While I was thinking about all those burgers for the Burger Bash a good casserole came to mind. My family always requests cheese grits when we get together for a special meal such as brisket or barbecue. When I get into a mode it seems to flow. Then I hit a dry spell and nothing good is developed for a while.
Hatch Green Chile
Where’s the beef? Remember that line from the old Wendy’s commercials on tv? Everybody was saying it. I’m not really sure what that was referring to. But I think it was the little lady who said it that caught our attention. Anyway – I liked beef then and I like it now. I just don’t eat it very often. Not nearly as often as chicken and certainly more than fish.
Savannah picked beef as our topic for Saturday Dishes this week, so I dutifully followed her suggestion and made a Grilled Cheese Green Chile Burger on Grilled Toast. If I’m gonna make it beef it might as well have every other flavor I enjoy too. Now this can be made with ground turkey or chicken and still have all the flavors. Not me, oh no! Beef it will be and it was good! Not the most original beef dish, but my favorite! What’s yours?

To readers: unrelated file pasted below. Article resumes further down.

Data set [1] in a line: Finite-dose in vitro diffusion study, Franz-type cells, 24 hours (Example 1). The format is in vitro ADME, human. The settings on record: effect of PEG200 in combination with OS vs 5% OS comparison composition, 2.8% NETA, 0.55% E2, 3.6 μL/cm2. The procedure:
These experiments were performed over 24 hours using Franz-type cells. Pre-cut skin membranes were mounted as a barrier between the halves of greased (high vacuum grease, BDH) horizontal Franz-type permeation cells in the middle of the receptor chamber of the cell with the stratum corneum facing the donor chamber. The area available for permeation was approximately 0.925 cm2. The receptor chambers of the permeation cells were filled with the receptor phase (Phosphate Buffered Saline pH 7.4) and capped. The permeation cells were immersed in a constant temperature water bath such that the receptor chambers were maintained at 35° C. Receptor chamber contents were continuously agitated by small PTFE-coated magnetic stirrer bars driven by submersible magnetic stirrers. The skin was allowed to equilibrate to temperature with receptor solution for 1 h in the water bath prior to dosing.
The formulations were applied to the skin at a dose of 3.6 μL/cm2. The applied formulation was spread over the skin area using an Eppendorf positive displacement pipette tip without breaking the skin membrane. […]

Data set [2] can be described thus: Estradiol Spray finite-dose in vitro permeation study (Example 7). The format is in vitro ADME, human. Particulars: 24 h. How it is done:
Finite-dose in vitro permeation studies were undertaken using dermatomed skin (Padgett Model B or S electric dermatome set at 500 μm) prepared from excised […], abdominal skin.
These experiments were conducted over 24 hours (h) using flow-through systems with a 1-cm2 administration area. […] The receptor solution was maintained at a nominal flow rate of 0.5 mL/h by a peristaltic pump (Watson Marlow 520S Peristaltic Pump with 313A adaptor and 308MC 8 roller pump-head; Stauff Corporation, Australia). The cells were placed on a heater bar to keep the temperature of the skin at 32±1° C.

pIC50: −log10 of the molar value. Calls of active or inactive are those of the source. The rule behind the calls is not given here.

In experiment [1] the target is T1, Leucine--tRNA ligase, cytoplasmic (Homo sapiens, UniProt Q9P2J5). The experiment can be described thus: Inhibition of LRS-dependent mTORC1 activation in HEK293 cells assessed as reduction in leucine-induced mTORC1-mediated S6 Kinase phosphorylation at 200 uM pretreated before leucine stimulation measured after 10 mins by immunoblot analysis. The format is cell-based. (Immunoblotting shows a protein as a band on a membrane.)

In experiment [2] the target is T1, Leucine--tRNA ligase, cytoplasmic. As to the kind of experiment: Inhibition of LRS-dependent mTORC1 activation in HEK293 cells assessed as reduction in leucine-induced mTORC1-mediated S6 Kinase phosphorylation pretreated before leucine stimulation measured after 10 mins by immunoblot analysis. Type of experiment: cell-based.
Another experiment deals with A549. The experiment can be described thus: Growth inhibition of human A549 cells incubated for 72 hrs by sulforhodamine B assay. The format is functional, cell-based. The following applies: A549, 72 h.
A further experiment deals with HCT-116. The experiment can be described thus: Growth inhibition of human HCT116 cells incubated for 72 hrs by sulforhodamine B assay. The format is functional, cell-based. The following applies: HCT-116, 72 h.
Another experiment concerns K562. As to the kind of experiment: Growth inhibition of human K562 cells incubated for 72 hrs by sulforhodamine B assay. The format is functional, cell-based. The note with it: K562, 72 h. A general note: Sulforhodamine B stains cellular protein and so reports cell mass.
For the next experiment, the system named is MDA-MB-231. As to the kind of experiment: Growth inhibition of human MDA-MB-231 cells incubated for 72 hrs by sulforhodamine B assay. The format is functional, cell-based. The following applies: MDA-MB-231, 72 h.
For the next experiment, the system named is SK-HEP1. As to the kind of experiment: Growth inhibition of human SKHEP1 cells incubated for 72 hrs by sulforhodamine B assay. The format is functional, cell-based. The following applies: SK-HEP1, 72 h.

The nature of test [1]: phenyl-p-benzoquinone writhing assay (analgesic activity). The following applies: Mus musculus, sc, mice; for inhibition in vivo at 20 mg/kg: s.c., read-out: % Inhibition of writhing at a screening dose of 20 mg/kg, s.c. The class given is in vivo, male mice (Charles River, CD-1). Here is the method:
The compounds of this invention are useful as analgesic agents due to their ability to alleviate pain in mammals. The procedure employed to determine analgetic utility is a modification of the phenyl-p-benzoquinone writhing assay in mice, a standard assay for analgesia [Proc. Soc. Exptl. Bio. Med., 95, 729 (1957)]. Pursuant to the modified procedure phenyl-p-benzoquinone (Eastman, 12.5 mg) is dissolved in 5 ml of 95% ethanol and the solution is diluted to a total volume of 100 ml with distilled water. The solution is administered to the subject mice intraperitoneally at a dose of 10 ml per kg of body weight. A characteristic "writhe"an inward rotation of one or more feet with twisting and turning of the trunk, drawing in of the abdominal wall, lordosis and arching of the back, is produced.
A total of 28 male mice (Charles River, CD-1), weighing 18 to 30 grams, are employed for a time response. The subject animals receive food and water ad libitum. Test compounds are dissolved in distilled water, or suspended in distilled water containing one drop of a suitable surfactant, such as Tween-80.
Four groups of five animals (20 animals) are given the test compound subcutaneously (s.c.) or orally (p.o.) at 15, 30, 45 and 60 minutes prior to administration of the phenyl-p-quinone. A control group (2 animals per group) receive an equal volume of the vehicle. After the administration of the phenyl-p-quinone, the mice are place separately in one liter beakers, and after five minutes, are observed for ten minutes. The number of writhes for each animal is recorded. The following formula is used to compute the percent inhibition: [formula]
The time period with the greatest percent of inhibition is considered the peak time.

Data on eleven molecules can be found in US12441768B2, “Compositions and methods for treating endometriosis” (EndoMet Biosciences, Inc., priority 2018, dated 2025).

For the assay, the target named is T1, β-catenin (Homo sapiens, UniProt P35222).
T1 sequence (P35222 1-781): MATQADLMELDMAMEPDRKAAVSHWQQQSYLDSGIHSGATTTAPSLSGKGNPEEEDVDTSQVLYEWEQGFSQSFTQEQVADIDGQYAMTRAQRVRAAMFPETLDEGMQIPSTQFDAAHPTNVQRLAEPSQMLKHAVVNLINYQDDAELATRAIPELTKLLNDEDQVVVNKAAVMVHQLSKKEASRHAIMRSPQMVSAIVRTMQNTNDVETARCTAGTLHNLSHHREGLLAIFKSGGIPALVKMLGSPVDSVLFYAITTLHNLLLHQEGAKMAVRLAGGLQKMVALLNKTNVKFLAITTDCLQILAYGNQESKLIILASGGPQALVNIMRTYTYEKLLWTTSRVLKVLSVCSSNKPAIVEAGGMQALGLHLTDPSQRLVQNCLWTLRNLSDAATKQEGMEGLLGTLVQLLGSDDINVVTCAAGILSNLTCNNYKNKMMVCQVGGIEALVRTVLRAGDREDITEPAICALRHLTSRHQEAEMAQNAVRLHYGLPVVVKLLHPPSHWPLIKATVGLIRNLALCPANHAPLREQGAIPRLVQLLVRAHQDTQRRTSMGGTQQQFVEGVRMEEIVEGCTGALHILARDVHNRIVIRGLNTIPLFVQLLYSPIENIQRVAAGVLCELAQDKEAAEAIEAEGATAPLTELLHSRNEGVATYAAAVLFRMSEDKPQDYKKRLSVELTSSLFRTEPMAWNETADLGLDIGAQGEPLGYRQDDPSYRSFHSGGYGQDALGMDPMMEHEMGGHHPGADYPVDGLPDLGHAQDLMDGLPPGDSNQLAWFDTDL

I got a new Le Creuset Red Skinny Grill for my birthday. I love this. It is just the right size for a small serving. The wind was blowing at 50+mph when I made these, so no way would I do them on the outside grill. It worked great.
Then add the toppings and you’re ready to eat. Steak fries would be good too.(In my dreams!) Ok, so you can’t see the beef too well because I like all the toppings just as well as the beef. Green chiles and avocado especially. I don’t care for too much lettuce on my burgers unless it is finely shredded and on top of a Whataburger.
Come on over to Saturday dishes and share your favorite beef dish.